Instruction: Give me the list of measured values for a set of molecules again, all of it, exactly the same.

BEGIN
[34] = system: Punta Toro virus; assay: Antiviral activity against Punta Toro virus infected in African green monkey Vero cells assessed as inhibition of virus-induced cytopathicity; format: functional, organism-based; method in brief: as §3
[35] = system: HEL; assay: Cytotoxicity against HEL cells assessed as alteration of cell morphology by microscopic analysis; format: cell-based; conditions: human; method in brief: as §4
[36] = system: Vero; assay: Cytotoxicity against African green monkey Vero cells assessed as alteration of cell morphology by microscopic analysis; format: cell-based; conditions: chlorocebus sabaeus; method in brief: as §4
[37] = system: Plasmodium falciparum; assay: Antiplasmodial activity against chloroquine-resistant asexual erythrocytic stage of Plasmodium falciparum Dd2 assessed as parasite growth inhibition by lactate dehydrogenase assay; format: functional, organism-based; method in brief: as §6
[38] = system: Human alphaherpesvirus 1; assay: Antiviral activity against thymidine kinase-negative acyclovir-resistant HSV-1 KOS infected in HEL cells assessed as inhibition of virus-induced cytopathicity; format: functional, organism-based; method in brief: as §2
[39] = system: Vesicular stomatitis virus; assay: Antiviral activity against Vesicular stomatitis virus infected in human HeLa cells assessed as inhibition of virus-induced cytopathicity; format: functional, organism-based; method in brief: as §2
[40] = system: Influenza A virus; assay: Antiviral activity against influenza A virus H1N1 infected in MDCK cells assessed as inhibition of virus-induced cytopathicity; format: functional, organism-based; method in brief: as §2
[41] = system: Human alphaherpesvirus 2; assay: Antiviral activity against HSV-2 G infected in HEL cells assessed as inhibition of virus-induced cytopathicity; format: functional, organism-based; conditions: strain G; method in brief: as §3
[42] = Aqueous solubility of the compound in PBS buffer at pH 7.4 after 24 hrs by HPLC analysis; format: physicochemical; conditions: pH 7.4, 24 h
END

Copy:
[34] = system: Punta Toro virus; assay: Antiviral activity against Punta Toro virus infected in African green monkey Vero cells assessed as inhibition of virus-induced cytopathicity; format: functional, organism-based; method in brief: as §3
[35] = system: HEL; assay: Cytotoxicity against HEL cells assessed as alteration of cell morphology by microscopic analysis; format: cell-based; conditions: human; method in brief: as §4
[36] = system: Vero; assay: Cytotoxicity against African green monkey Vero cells assessed as alteration of cell morphology by microscopic analysis; format: cell-based; conditions: chlorocebus sabaeus; method in brief: as §4
[37] = system: Plasmodium falciparum; assay: Antiplasmodial activity against chloroquine-resistant asexual erythrocytic stage of Plasmodium falciparum Dd2 assessed as parasite growth inhibition by lactate dehydrogenase assay; format: functional, organism-based; method in brief: as §6
[38] = system: Human alphaherpesvirus 1; assay: Antiviral activity against thymidine kinase-negative acyclovir-resistant HSV-1 KOS infected in HEL cells assessed as inhibition of virus-induced cytopathicity; format: functional, organism-based; method in brief: as §2
[39] = system: Vesicular stomatitis virus; assay: Antiviral activity against Vesicular stomatitis virus infected in human HeLa cells assessed as inhibition of virus-induced cytopathicity; format: functional, organism-based; method in brief: as §2
[40] = system: Influenza A virus; assay: Antiviral activity against influenza A virus H1N1 infected in MDCK cells assessed as inhibition of virus-induced cytopathicity; format: functional, organism-based; method in brief: as §2
[41] = system: Human alphaherpesvirus 2; assay: Antiviral activity against HSV-2 G infected in HEL cells assessed as inhibition of virus-induced cytopathicity; format: functional, organism-based; conditions: strain G; method in brief: as §3
[42] = Aqueous solubility of the compound in PBS buffer at pH 7.4 after 24 hrs by HPLC analysis; format: physicochemical; conditions: pH 7.4, 24 h